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Ludmila Fadejeva

10 January 2018
WORKING PAPER SERIES - No. 2122
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Abstract
We study the transmission channels for rises in the minimum wage using a unique firm-level dataset from eight Central and Eastern European countries. Representative samples of firms in each country were asked to evaluate the relevance of a wide range of adjustment channels following specific instances of rises in the minimum wage during the recent post-crisis period. The paper adds to the rest of literature by presenting the reactions of firms as a combination of strategies, and evaluates the relative importance of those strategies. Our findings suggest that the most popular adjustment channels are cuts in non-labour costs, rises in product prices, and improvements in productivity. Cuts in employment are less popular and occur mostly through reduced hiring rather than direct layoffs. Our study also provides evidence of potential spillover effects that rises in the minimum wage can have on firms without minimum wage workers.
JEL Code
D22 : Microeconomics→Production and Organizations→Firm Behavior: Empirical Analysis
E23 : Macroeconomics and Monetary Economics→Consumption, Saving, Production, Investment, Labor Markets, and Informal Economy→Production
J31 : Labor and Demographic Economics→Wages, Compensation, and Labor Costs→Wage Level and Structure, Wage Differentials
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Wage dynamics network
31 January 2018
WORKING PAPER SERIES - No. 2124
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Abstract
More than five years after the start of the Sovereign debt crisis in Europe, its impact on labour market outcomes is not clear. This paper aims to fill this gap. We use qualitative firm-level data for 24 European countries, collected within the Wage Dynamics Network (WDN) of the ESCB. We first derive a set of indices measuring difficulties in accessing the credit market for the period 2010-13. Second, we provide a description of the relationship between credit difficulties and changes in labour input both along the extensive and the intensive margins as well as on wages. We find strong and significant correlation between credit difficulties and adjustments along both the extensive and the intensive margin. In the presence of credit market difficulties, firms cut wages by reducing the variable part of wages. This evidence suggests that credit shocks can affect not only the real economy, but also nominal variables.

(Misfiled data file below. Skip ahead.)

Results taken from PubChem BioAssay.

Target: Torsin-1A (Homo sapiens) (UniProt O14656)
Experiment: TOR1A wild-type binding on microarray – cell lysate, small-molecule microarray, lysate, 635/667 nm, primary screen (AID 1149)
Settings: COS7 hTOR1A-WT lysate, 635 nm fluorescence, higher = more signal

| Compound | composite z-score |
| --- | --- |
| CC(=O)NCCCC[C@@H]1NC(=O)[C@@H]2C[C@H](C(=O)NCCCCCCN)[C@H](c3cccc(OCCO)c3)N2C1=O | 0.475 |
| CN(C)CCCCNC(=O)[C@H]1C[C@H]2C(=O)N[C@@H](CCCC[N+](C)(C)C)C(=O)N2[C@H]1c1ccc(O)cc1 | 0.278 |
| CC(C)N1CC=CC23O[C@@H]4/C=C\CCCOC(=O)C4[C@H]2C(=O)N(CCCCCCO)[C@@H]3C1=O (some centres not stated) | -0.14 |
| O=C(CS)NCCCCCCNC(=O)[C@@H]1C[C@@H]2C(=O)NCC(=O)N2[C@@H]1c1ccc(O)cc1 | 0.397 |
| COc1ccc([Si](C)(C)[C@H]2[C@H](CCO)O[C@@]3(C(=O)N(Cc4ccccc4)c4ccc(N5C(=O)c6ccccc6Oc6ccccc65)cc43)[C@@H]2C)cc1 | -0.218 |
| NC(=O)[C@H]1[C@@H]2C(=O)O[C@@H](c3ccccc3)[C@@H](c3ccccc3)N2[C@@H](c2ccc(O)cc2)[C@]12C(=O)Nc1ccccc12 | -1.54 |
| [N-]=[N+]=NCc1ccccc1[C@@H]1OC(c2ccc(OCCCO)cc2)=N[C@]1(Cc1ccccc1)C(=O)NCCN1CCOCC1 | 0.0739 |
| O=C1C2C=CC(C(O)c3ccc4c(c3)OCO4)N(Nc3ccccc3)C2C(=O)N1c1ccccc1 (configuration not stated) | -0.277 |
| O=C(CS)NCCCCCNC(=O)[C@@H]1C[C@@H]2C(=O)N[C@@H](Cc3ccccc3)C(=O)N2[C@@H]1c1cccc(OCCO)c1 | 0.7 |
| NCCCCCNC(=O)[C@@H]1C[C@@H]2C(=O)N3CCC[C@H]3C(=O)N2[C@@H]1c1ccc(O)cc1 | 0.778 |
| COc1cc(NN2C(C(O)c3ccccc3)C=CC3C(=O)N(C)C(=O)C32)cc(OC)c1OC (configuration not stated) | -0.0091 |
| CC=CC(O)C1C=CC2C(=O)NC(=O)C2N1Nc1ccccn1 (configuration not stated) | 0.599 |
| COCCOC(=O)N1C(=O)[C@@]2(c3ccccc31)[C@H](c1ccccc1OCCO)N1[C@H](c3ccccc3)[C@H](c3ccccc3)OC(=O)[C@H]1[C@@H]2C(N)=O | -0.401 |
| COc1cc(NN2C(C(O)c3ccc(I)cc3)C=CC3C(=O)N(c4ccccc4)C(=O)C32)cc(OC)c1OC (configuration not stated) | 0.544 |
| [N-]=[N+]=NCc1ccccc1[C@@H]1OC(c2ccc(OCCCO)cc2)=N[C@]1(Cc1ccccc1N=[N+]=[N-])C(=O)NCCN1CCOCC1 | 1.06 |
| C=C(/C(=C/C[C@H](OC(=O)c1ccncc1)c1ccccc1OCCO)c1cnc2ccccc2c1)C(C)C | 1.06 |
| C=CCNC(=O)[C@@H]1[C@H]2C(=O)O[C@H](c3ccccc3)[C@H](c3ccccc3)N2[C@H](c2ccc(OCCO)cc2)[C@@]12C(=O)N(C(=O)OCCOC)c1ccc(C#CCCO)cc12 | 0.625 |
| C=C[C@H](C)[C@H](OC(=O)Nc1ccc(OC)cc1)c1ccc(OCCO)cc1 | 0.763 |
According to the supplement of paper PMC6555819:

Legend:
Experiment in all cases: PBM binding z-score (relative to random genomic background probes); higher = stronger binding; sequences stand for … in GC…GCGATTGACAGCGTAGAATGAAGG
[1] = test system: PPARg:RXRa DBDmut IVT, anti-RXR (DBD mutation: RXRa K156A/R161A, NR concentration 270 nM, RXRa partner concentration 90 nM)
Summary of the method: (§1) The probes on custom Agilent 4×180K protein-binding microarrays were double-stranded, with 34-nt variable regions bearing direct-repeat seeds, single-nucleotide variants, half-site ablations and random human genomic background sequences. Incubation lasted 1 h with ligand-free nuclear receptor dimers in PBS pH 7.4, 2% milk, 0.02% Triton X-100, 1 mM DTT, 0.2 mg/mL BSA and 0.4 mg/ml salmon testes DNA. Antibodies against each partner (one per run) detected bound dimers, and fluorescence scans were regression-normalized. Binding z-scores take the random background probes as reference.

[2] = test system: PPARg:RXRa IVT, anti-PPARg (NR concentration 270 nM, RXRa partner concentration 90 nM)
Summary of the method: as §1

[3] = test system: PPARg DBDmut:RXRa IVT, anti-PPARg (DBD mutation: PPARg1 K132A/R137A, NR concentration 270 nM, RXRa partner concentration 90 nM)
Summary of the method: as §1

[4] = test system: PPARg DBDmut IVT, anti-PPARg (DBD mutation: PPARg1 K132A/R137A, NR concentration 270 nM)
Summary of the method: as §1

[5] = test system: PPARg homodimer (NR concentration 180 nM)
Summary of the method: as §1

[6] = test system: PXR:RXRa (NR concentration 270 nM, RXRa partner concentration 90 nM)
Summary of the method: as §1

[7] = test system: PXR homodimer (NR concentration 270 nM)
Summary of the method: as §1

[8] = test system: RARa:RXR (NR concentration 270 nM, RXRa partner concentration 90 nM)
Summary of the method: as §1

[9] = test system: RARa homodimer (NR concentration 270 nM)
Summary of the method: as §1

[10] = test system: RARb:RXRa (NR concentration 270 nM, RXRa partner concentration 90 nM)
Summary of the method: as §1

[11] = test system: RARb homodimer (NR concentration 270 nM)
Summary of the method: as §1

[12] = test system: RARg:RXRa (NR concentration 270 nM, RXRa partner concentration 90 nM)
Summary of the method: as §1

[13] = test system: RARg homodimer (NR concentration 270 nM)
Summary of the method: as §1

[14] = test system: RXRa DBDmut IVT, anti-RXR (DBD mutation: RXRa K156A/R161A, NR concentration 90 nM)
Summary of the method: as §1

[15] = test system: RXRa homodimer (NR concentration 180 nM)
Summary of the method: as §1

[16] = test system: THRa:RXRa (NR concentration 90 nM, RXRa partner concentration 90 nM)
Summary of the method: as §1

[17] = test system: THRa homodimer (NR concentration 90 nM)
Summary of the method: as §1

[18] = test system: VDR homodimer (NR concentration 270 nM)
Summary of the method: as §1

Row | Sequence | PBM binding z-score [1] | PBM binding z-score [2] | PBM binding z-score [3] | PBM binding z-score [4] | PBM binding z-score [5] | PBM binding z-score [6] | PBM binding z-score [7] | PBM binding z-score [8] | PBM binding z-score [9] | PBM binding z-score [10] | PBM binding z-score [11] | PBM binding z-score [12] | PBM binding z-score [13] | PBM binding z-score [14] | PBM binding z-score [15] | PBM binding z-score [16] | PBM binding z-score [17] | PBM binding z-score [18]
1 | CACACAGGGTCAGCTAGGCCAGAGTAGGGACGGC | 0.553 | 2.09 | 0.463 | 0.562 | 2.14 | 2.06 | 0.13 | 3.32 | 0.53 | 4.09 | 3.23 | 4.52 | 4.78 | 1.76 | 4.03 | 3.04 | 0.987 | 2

JEL Code
D53 : Microeconomics→General Equilibrium and Disequilibrium→Financial Markets
E24 : Macroeconomics and Monetary Economics→Consumption, Saving, Production, Investment, Labor Markets, and Informal Economy→Employment, Unemployment, Wages, Intergenerational Income Distribution, Aggregate Human Capital
E44 : Macroeconomics and Monetary Economics→Money and Interest Rates→Financial Markets and the Macroeconomy
G31 : Financial Economics→Corporate Finance and Governance→Capital Budgeting, Fixed Investment and Inventory Studies, Capacity
G32 : Financial Economics→Corporate Finance and Governance→Financing Policy, Financial Risk and Risk Management, Capital and Ownership Structure, Value of Firms, Goodwill
Network
Wage dynamics network
15 June 2018
WORKING PAPER SERIES - No. 2158
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Abstract
This paper provides evidence on the role of non-base wage components as a channel for firms to adjust labour costs in the event of adverse shocks. It uses data from a firm-level survey for 25 European countries that covers the period 2010–2013. We find that firms subject to nominal wage rigidities, which prevent them from adjusting base wages, are more likely to cut non-base wage components in order to adjust labour costs when needed. Firms thus use non-base wage components as a buffer to overcome base wage rigidity. We further show that while nonbase wage components exhibit some degree of downward rigidity, they do so to a lesser extent than base wages.
JEL Code
J30 : Labor and Demographic Economics→Wages, Compensation, and Labor Costs→General
J32 : Labor and Demographic Economics→Wages, Compensation, and Labor Costs→Nonwage Labor Costs and Benefits, Retirement Plans, Private Pensions
C81 : Mathematical and Quantitative Methods→Data Collection and Data Estimation Methodology, Computer Programs→Methodology for Collecting, Estimating, and Organizing Microeconomic Data, Data Access
P5 : Economic Systems→Comparative Economic Systems
Network
Wage dynamics network